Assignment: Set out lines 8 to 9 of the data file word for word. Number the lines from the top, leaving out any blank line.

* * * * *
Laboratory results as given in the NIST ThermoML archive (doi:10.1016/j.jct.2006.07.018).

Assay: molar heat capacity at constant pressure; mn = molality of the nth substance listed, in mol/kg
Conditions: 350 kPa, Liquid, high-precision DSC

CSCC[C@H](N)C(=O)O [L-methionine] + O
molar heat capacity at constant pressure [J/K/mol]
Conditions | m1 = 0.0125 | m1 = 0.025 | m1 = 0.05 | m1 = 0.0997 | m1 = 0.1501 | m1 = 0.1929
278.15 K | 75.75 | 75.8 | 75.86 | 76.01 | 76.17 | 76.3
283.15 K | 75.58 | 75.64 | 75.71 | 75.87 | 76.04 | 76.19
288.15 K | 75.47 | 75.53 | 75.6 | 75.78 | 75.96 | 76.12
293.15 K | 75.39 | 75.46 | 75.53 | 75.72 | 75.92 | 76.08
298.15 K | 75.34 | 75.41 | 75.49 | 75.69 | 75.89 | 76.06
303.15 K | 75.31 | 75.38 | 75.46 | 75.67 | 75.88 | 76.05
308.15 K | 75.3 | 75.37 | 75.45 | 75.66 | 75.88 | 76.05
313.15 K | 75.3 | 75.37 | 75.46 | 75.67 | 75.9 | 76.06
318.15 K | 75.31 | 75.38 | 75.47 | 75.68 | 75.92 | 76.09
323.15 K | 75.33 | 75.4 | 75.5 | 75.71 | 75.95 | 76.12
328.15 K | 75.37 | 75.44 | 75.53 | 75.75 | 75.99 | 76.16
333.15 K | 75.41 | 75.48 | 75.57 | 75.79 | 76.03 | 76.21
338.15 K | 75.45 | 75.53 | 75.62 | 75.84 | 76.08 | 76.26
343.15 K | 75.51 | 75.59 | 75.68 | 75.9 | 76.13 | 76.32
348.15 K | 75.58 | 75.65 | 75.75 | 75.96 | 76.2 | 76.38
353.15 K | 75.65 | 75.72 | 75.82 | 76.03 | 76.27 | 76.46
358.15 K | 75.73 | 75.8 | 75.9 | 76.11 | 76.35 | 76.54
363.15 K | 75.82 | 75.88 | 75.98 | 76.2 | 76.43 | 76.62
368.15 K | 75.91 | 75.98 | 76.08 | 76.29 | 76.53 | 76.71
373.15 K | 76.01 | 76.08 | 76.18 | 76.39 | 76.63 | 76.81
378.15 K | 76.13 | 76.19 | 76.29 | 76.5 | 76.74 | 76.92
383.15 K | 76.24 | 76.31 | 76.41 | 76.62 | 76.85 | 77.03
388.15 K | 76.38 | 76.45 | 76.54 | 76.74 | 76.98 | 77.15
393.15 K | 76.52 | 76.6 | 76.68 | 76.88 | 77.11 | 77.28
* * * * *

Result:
283.15 K | 75.58 | 75.64 | 75.71 | 75.87 | 76.04 | 76.19
288.15 K | 75.47 | 75.53 | 75.6 | 75.78 | 75.96 | 76.12